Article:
There once was an 100 year old cottage in an odd little city
it had no electricity but it’s garden was pretty
in that overgrown wild harmony a good gardener achieves
it had roses and boulders bamboos and trees
some piles of things not really of note
and a family of feral cats living under a boat
a rusty old car laid out like a carcass
it was our block’s moss covered cottage
surrounded by darkness
it flied in the face of gentrification
keeping it real in our inner zipcode
it defied the persistent homogenization
that for development is code
yet our block’s moss covered cottage
sat smack in our economy’s cross roads.
Our block has a lot of crows, 12 children, 2 affordable rentals, 4 black owned homes, 4 white owned homes, a first generation Vietnamese Mama and an immigrant Brazilian Mama that is me. As the bulldozers tear at the fabric of a place I don’t see development enhancing a diversity of people and business. We no longer live in a culture that respects the soul of a place, especially an urban place. But we can do the creative work of finding heart and forging connection.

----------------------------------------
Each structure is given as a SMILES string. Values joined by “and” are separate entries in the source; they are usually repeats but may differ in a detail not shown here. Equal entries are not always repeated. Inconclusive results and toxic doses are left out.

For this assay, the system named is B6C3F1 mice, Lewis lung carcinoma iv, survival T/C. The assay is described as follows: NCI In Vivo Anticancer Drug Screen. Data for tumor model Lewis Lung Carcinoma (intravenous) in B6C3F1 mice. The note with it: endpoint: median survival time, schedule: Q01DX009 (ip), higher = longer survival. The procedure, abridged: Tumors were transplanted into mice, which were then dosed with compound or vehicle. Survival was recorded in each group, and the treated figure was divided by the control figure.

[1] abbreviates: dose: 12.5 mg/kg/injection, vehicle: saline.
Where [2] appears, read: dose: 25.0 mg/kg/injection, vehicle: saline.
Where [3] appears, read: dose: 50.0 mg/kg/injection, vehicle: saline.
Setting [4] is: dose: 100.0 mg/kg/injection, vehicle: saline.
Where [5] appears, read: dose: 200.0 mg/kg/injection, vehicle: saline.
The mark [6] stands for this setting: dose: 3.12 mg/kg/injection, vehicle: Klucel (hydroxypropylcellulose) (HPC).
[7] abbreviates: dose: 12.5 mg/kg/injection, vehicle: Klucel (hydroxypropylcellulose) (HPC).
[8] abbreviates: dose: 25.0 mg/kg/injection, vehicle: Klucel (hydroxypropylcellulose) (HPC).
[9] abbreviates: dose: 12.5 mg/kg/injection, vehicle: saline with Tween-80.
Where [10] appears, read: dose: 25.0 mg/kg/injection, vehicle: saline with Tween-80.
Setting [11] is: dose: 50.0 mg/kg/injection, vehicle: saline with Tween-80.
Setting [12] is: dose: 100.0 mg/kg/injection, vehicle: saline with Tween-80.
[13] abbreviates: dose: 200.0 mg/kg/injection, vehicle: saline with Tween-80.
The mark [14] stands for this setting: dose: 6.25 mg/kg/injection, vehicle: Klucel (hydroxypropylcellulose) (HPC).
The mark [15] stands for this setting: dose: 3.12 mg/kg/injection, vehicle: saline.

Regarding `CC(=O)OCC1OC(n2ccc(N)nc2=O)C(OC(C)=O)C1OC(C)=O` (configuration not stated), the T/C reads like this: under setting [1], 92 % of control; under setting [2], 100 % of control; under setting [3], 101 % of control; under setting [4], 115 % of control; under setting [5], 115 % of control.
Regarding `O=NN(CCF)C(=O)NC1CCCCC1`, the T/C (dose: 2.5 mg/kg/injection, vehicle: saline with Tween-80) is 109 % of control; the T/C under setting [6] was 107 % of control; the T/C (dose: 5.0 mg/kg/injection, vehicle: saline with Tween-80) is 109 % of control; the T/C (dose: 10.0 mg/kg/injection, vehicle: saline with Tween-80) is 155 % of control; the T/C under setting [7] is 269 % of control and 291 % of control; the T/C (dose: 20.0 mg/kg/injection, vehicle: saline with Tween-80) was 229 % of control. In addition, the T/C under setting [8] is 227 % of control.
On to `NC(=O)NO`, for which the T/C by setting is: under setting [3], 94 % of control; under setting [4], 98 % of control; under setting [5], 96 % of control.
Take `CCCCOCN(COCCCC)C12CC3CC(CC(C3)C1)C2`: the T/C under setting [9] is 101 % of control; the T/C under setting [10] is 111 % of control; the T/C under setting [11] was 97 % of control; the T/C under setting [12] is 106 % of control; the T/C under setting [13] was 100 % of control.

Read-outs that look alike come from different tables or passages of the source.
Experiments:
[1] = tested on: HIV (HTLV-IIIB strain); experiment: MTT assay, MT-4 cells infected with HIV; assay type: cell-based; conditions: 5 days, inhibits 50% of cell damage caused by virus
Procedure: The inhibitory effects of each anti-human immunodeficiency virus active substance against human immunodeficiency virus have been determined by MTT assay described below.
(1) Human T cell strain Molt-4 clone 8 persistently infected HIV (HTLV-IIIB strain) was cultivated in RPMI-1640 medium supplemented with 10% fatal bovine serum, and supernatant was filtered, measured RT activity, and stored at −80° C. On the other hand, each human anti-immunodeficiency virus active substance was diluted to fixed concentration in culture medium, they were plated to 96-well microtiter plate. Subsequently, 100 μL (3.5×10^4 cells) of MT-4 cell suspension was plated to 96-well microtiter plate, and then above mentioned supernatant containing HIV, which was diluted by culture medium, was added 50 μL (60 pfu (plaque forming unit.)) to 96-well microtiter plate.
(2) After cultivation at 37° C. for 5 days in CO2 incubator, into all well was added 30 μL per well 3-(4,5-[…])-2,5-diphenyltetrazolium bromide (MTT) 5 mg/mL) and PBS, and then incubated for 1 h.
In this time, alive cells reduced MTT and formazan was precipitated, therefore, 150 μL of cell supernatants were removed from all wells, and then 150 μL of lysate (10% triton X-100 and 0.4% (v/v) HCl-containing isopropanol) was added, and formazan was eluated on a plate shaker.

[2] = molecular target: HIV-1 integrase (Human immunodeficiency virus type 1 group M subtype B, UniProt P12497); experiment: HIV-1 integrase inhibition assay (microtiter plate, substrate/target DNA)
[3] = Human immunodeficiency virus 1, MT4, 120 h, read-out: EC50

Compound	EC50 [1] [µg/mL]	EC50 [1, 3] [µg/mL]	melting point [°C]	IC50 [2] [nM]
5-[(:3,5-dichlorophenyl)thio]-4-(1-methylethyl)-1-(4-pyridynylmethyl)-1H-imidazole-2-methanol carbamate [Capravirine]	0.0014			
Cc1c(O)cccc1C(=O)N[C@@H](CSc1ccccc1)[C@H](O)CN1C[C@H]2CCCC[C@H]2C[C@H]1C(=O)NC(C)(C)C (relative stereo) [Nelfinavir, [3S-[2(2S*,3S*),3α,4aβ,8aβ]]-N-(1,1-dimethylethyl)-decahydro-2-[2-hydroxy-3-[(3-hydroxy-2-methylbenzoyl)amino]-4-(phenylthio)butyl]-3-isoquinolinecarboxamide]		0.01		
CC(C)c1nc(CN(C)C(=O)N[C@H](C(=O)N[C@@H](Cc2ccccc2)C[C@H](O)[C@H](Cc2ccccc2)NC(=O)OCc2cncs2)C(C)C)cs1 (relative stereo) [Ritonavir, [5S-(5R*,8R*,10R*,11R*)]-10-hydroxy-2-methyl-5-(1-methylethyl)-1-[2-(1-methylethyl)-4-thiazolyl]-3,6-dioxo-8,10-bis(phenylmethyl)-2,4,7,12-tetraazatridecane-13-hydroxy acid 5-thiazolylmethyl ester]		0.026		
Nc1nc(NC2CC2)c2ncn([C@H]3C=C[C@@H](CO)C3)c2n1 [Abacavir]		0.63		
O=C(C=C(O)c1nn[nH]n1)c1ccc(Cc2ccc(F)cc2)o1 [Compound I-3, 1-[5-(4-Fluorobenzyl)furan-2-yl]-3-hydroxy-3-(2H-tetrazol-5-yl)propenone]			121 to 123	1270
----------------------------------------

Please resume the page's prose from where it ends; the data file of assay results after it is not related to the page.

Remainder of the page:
My first urban love was São Paulo, Brazil. São Paulo’s a monster of a noisy city, Portland pales in comparison. I’ve inherited from my mother this social contract family theory that goes something like this: We all know not to go around punching each other in the face right? That’s no different than knowing your loud party will keep us up at night.
We start out on a gentrifying inner city block of Portland (OR). This is the same tale of many cities, through housing discrimination and redlining most African Americans moved to one of the few sections of the city that was open to black residents. As Portland grew, the inner city became more desirable. And that’s where our block is. A Cherokee farmer who had moved to Oregon once told me: we’re all settlers in someone else’s land.